Bill to Modify Washington’s High-Speed Chase Law Passes Senate


OLYMPIA, WA – A bill requiring police officer training on vehicular pursuits and modifying the list of offenses in which law enforcement is allowed to engage in high-speed chases received bipartisan support in the Senate today. Senate Bill 5352, sponsored by Senator John Lovick (D-Mill Creek), also changes the burden of proof for existing offenses, so police can pursue suspects where a reasonable suspicion standard is met.

The measure passed the Senate with 26 yea votes and 23 nays; it now goes to the House for consideration.

“I am proud to have found a solution to this issue and to have reached a level of bipartisan support but I want to be crystal clear — the goal is still to reach zero high-speed chases and find technological alternatives to a scenario that is dangerous for law enforcement, the community and the suspect.” according to Lovick, a 31-year veteran of the Washington State Patrol. “While they can serve as a necessary tool for community justice, our peace officers still have a duty to limit them to only the most serious situations.”

The amended bill adds vehicular assault and certain domestic violence offenses to the list of crimes for which police are authorized to pursue. The standard for vehicular pursuit for serious sex offenses is also lowered from probable cause to reasonable suspicion — the same standard used under the current law for drunken driving.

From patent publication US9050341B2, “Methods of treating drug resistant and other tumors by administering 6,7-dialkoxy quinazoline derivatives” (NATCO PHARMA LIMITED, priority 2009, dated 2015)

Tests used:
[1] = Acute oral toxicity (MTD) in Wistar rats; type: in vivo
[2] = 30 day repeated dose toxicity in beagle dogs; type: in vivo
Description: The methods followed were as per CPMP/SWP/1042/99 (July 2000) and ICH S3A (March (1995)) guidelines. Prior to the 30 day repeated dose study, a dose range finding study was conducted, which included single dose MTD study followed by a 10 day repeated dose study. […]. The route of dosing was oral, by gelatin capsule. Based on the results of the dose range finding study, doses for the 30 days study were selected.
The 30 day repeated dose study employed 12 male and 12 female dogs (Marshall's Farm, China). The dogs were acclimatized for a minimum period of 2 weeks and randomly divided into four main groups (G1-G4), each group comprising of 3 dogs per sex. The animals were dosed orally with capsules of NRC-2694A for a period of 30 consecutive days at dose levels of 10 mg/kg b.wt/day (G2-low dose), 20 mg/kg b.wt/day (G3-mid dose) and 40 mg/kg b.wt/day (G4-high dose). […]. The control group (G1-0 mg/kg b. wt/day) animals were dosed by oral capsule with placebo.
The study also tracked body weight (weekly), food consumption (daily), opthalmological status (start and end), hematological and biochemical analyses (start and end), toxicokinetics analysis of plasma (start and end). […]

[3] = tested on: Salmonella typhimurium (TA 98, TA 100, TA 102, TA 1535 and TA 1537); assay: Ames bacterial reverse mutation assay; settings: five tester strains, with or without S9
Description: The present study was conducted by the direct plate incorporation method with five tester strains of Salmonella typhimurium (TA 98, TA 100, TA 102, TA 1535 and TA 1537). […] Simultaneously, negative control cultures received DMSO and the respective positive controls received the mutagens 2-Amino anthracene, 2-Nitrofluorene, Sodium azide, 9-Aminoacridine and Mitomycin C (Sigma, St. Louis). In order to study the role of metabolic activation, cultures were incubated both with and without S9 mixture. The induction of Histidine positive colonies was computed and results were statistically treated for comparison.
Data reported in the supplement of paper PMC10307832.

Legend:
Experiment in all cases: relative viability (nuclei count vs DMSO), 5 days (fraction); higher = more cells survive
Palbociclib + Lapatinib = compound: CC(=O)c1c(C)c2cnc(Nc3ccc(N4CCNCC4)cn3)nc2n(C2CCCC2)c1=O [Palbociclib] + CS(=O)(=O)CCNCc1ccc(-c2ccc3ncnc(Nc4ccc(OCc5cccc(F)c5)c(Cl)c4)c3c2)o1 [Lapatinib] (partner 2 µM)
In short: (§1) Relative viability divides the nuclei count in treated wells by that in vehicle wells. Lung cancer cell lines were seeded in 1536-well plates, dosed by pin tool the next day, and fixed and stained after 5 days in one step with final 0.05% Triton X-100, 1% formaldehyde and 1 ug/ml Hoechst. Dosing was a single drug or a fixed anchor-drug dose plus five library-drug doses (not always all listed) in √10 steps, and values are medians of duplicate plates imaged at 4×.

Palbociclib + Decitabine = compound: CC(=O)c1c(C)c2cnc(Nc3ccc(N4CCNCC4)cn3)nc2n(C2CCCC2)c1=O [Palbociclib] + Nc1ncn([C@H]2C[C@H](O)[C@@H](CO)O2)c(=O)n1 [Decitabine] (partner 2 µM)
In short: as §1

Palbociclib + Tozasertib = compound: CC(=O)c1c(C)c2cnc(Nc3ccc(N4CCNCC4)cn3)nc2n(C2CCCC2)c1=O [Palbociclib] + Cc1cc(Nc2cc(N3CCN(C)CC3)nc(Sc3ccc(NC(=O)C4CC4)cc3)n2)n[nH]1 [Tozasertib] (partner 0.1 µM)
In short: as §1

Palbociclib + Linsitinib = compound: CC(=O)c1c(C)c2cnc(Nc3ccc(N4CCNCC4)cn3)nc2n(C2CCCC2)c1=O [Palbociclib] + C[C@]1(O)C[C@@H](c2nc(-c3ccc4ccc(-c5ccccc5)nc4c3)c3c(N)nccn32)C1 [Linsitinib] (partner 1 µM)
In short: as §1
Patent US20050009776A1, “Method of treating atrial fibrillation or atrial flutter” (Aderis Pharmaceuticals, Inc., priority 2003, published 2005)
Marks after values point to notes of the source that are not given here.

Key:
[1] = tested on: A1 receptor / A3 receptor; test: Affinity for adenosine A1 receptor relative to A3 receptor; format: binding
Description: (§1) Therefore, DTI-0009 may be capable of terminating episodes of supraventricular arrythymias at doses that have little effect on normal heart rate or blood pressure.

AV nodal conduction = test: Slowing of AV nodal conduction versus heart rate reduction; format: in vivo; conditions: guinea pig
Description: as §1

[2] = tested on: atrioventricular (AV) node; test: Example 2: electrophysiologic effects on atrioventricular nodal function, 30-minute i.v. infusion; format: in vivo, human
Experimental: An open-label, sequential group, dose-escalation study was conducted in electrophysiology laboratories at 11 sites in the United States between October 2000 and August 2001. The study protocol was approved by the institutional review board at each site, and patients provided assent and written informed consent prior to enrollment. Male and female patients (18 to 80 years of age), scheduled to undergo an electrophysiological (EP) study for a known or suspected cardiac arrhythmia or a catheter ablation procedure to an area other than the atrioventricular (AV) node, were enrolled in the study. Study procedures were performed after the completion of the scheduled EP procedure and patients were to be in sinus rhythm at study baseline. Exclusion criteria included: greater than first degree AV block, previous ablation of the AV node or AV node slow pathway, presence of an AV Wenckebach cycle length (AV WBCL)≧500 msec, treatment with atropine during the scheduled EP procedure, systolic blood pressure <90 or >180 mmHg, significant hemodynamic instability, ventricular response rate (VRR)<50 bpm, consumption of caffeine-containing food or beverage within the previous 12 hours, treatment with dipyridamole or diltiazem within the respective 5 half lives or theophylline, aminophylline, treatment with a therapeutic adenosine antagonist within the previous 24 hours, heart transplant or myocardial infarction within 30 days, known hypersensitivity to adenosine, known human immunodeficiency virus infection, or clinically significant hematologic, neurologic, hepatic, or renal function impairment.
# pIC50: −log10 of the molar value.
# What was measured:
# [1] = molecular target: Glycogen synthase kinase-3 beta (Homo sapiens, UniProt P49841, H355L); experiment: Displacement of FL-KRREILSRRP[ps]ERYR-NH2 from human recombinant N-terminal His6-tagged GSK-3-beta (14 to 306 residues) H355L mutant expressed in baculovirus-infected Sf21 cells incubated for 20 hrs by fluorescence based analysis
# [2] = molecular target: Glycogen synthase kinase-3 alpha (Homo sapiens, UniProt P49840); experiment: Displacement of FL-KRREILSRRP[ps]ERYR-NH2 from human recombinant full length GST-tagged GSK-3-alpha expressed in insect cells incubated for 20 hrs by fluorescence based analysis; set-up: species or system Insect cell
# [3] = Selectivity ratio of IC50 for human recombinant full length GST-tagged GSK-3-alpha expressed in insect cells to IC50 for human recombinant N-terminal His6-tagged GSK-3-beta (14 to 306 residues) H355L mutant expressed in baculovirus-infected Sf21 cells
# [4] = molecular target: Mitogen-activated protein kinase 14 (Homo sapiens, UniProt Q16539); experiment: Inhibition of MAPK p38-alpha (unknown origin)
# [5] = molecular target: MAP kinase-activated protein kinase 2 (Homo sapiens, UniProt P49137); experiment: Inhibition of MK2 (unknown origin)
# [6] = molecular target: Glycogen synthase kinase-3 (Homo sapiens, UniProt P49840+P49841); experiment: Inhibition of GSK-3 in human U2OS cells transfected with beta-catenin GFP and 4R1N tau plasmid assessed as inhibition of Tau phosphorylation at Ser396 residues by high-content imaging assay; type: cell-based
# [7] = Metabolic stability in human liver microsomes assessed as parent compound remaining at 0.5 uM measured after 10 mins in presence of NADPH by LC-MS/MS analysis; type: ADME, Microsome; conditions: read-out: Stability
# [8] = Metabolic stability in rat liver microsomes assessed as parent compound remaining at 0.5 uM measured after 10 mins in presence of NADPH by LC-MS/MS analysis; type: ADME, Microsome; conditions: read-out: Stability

“I know how dangerous many of these high-speed chases can be,” Lovick said. “They are some of the worst situations our neighbors and officers can be in. It is my hope that we follow this bill with renewed calls to continue our work to build safer, healthier communities, as we know the issue extends far beyond the officer and chases.”

The Washington State Legislature passed a new law in 2021 restricting when law enforcement could pursue vehicles.

Earlier in the legislative session, Representative Eric Robertson (R-Sumner) said they have had two years of “experience” that have illuminated the fact that the new law is “broken.”

“This bill isn’t perfect, but it’s a big improvement over the status quo, and I want to see it move through the rest of the process and get to the governor’s desk to be signed into law,” Senator Mark Mullet (D-Issaquah) says.

Also voting in favor of SB 5352 was Senator Ann Rivers (R-La Center). Watch her comments in the Senate today here.

Senate Republican Leader John Braun (R-Centralia) voted against the bill today. Watch the video explaining why here.